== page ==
Saturday salon 2/2

1. ABC goes big on white-inner-city-leftie-blokes-behind-desks related programming

And it’s all coming out of Melbourne, according to the Betoota Advocate. You can see what they mean!

Betoota, as you may well know, has a population of zero, in the middle of nowhere, but has an air strip and a race track. Each year Betoota hosts the Channel Country Ladies’ Day, which I think is actually three days.

2. USA yesterday’s hegemony

China now ranks ahead of the US in new global leadership poll. A Gallop’s poll of residents of 134 countries and regions around the world shows that approval of US leadership is currently at just 30%. That’s slightly behind China’s 31% approval rating.

    While China’s rating has remained steady since last year, the US approval rating has fallen nearly 20 percentage points from the final year of Barack Obama’s presidency and is now even 4 percentage points lower than in the last year that George W. Bush was president.

An astonishing article by Umair Haque at Eudaimonia says we’re underestimating the American collapse. He has identified what he calls:

    the social pathologies of collapse — strange, weird, and gruesome new diseases, not just ones we don’t usually see in healthy societies, but ones that we have never really seen before in any modern society.

He has five, I’ll give you three.

First, at time of writing America had 11 school shootings in the previous 23 days. That’s one every other day, more or less. That just doesn’t happen elsewhere, not even in Afghanistan or Iraq.


    Costa Ricans now have higher life expectancy than Americans — because they have public healthcare. American life expectancy is falling, unlike nearly anywhere else in the world, save the UK — because it doesn’t.

Third, “nomadic retirees” live in their cars and chase seasonal work at Amazon or Walmart or wherever, so they can continue to eat until they die.

I understand that people who live in their cars in the US are not regarded as homeless.

Haque is saying that you can’t put what is happening in a global or historical perspective, because it’s outside the norm.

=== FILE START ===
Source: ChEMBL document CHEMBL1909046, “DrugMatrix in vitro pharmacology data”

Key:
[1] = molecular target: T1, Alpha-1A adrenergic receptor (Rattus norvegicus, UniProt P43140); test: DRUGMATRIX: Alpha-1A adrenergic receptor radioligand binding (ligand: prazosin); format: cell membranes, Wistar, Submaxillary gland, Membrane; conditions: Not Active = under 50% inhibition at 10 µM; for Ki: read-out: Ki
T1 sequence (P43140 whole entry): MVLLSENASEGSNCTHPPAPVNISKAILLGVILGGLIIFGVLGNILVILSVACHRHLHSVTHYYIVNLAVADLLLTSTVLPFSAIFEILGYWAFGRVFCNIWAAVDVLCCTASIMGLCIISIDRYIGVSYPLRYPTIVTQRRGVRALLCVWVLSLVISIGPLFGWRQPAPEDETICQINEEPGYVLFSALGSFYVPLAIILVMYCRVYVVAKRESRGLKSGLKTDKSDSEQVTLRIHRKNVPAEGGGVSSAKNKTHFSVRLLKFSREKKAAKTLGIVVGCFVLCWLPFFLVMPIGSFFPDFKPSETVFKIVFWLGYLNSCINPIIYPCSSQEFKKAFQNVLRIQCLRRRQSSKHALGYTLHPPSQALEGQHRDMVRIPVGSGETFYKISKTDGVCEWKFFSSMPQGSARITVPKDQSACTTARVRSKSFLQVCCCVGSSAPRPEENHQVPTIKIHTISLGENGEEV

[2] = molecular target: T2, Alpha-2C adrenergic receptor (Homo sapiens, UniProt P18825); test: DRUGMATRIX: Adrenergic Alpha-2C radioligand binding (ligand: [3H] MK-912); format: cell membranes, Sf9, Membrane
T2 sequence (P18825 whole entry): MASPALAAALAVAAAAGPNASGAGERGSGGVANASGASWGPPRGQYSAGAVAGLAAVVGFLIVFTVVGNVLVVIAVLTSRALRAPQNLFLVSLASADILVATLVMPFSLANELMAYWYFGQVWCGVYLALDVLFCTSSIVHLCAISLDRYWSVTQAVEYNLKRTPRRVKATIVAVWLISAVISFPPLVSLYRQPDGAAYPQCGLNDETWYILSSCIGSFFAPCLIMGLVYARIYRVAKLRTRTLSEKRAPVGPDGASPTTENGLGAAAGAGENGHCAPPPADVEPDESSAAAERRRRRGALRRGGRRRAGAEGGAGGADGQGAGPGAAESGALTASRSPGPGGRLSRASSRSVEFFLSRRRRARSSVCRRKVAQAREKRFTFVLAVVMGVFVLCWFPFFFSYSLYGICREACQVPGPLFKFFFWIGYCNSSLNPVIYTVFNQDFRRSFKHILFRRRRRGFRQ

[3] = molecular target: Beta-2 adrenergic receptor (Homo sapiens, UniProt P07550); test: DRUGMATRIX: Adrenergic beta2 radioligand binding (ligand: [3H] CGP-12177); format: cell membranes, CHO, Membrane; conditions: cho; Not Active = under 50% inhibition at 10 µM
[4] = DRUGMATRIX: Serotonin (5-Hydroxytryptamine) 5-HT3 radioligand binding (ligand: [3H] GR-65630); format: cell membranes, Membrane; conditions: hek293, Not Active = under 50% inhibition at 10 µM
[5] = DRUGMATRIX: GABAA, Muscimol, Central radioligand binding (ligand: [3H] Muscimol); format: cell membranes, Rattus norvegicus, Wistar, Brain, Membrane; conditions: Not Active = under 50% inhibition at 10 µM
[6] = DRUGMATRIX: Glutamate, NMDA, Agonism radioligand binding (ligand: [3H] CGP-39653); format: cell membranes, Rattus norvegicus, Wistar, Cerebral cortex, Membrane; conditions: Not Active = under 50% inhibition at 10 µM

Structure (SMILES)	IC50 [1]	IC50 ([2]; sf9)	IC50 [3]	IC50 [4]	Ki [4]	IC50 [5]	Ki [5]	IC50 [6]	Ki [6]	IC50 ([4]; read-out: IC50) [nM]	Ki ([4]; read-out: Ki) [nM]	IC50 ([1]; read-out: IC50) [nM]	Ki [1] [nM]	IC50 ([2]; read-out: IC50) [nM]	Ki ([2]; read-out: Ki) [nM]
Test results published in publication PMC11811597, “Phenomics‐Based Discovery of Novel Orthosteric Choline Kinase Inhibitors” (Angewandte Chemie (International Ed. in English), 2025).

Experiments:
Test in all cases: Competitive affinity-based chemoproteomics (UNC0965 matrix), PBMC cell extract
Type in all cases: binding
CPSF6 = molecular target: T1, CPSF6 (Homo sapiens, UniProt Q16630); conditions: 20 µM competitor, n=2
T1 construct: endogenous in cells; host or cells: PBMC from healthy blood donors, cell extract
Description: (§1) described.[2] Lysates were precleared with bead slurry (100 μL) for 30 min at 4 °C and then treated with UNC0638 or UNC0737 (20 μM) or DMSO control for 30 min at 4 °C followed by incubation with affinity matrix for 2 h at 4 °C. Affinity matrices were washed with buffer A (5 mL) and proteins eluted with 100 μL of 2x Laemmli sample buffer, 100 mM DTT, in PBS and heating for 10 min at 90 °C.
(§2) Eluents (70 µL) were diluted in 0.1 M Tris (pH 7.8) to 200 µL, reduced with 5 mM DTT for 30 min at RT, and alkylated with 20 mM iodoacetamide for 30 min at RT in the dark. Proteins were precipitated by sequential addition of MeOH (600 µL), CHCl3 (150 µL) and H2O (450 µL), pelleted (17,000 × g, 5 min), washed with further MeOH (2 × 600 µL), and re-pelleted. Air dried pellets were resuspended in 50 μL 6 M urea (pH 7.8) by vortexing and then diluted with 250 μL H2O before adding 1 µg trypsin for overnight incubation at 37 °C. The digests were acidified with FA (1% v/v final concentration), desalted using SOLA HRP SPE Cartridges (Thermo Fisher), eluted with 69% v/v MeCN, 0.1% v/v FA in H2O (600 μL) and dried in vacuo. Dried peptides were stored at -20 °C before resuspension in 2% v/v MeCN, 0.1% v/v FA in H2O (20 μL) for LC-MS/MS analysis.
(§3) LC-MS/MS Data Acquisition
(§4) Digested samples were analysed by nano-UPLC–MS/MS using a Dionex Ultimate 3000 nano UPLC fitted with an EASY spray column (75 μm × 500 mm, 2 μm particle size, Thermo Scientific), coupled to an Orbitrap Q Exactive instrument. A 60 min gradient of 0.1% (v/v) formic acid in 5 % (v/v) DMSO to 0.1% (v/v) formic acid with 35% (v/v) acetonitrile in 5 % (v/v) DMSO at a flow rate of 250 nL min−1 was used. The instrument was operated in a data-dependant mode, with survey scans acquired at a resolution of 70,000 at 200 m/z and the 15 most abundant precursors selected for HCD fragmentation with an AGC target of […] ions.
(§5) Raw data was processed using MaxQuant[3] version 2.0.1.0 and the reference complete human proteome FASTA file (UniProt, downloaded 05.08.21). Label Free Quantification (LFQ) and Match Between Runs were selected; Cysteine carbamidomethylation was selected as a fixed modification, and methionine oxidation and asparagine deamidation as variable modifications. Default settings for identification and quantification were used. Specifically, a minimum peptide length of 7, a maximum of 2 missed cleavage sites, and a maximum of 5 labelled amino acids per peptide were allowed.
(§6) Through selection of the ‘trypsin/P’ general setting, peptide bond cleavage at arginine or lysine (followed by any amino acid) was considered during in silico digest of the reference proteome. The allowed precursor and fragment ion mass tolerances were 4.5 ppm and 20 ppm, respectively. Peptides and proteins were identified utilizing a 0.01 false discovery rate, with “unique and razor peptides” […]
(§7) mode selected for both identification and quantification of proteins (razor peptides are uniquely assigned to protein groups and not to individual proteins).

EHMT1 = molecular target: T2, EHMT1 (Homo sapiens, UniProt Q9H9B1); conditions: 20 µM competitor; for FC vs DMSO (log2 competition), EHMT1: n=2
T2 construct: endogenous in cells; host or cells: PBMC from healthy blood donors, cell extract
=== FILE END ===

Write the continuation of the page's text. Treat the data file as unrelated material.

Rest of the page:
America first, I guess!

Trump’s idea is to spend $1.8 trillion on infrastructure while giving away $1.5 billion in tax cuts.

Obviously we await Lisa Simpson, who is elected president, but only after Trump ascends to the White House and mucks everything up.

Yes, I know the economy is said to be going well, said to be, the sharemarket is going gangbusters, and President Trump gave a State of the Union Address which because he kept to the script sounded presidential.

3. Politics begins again

Politicians will assemble to govern our fair country again next week. No doubt Newspoll will take a sounding on what the people think. Essential is already back at work, with their last poll showing Labor ahead 54-46.

This time last year we were wondering whether Malcolm Turnbull would last the year. It is now obvious that he will stay the course. I think there is a concerted strategy now to present him as presidential:

That was his speech in Toowoomba, spruiking regional jobs and tax cuts and his vision for Australia.

Seems Turnbull has given up doorstops, leaving the hand-to-hand combat to the likes of Peter Dutton and Scott Morrison.

Other than that, the LNP are clearly prepared to play hardball on the citizenship eligibility issue. There is a 100% chance that Susan Lamb will be referred to the High Court and around zero chance that any further government members will follow now that the LNP majority in the HoR is restored.

If Bill Shorten loses a by-election or two his leadership will be under pressure.

4. Cabinet files farce

The Department of Prime Minister and Cabinet has owned up to losing two cabinets full of Cabinet files that should have remained under wraps for 20 years, but instead ended up at the ABC, which has created a special website. Among the shocks they revealed:

  • The Australian Federal Police (AFP) lost nearly 400 national security files in five years, according to a secret government stocktake contained in The Cabinet Files.